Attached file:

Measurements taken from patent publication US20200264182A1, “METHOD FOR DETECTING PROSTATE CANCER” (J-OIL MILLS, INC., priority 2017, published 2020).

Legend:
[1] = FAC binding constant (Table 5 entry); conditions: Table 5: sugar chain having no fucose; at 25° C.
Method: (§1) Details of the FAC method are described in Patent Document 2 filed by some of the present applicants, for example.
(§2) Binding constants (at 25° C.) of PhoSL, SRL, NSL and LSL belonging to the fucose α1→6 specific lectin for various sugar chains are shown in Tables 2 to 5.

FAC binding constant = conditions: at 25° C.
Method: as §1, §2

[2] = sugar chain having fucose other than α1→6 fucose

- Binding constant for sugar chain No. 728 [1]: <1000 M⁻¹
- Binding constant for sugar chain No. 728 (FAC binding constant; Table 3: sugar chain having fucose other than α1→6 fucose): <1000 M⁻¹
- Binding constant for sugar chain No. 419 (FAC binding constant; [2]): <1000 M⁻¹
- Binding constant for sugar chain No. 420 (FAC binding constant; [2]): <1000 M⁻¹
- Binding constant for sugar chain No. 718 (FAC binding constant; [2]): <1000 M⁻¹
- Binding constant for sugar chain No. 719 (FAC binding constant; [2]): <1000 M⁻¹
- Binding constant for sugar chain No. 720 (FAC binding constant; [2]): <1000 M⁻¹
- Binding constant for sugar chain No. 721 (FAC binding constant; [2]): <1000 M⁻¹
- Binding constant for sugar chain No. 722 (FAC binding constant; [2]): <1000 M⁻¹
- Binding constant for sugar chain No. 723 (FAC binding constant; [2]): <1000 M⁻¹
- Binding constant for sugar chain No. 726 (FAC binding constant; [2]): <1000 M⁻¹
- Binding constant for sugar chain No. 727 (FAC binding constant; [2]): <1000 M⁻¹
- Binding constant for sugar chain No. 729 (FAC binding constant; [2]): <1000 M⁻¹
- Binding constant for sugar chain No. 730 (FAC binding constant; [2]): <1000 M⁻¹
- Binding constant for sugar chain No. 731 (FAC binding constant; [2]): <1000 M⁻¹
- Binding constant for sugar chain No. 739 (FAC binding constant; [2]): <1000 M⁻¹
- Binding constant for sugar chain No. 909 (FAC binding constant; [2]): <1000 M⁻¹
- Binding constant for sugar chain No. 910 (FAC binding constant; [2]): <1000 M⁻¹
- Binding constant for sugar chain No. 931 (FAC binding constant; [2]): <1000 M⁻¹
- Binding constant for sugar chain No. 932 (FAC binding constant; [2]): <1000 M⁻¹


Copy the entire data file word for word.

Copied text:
Measurements taken from patent publication US20200264182A1, “METHOD FOR DETECTING PROSTATE CANCER” (J-OIL MILLS, INC., priority 2017, published 2020).

Legend:
[1] = FAC binding constant (Table 5 entry); conditions: Table 5: sugar chain having no fucose; at 25° C.
Method: (§1) Details of the FAC method are described in Patent Document 2 filed by some of the present applicants, for example.
(§2) Binding constants (at 25° C.) of PhoSL, SRL, NSL and LSL belonging to the fucose α1→6 specific lectin for various sugar chains are shown in Tables 2 to 5.

FAC binding constant = conditions: at 25° C.
Method: as §1, §2

[2] = sugar chain having fucose other than α1→6 fucose

- Binding constant for sugar chain No. 728 [1]: <1000 M⁻¹
- Binding constant for sugar chain No. 728 (FAC binding constant; Table 3: sugar chain having fucose other than α1→6 fucose): <1000 M⁻¹
- Binding constant for sugar chain No. 419 (FAC binding constant; [2]): <1000 M⁻¹
- Binding constant for sugar chain No. 420 (FAC binding constant; [2]): <1000 M⁻¹
- Binding constant for sugar chain No. 718 (FAC binding constant; [2]): <1000 M⁻¹
- Binding constant for sugar chain No. 719 (FAC binding constant; [2]): <1000 M⁻¹
- Binding constant for sugar chain No. 720 (FAC binding constant; [2]): <1000 M⁻¹
- Binding constant for sugar chain No. 721 (FAC binding constant; [2]): <1000 M⁻¹
- Binding constant for sugar chain No. 722 (FAC binding constant; [2]): <1000 M⁻¹
- Binding constant for sugar chain No. 723 (FAC binding constant; [2]): <1000 M⁻¹
- Binding constant for sugar chain No. 726 (FAC binding constant; [2]): <1000 M⁻¹
- Binding constant for sugar chain No. 727 (FAC binding constant; [2]): <1000 M⁻¹
- Binding constant for sugar chain No. 729 (FAC binding constant; [2]): <1000 M⁻¹
- Binding constant for sugar chain No. 730 (FAC binding constant; [2]): <1000 M⁻¹
- Binding constant for sugar chain No. 731 (FAC binding constant; [2]): <1000 M⁻¹
- Binding constant for sugar chain No. 739 (FAC binding constant; [2]): <1000 M⁻¹
- Binding constant for sugar chain No. 909 (FAC binding constant; [2]): <1000 M⁻¹
- Binding constant for sugar chain No. 910 (FAC binding constant; [2]): <1000 M⁻¹
- Binding constant for sugar chain No. 931 (FAC binding constant; [2]): <1000 M⁻¹
- Binding constant for sugar chain No. 932 (FAC binding constant; [2]): <1000 M⁻¹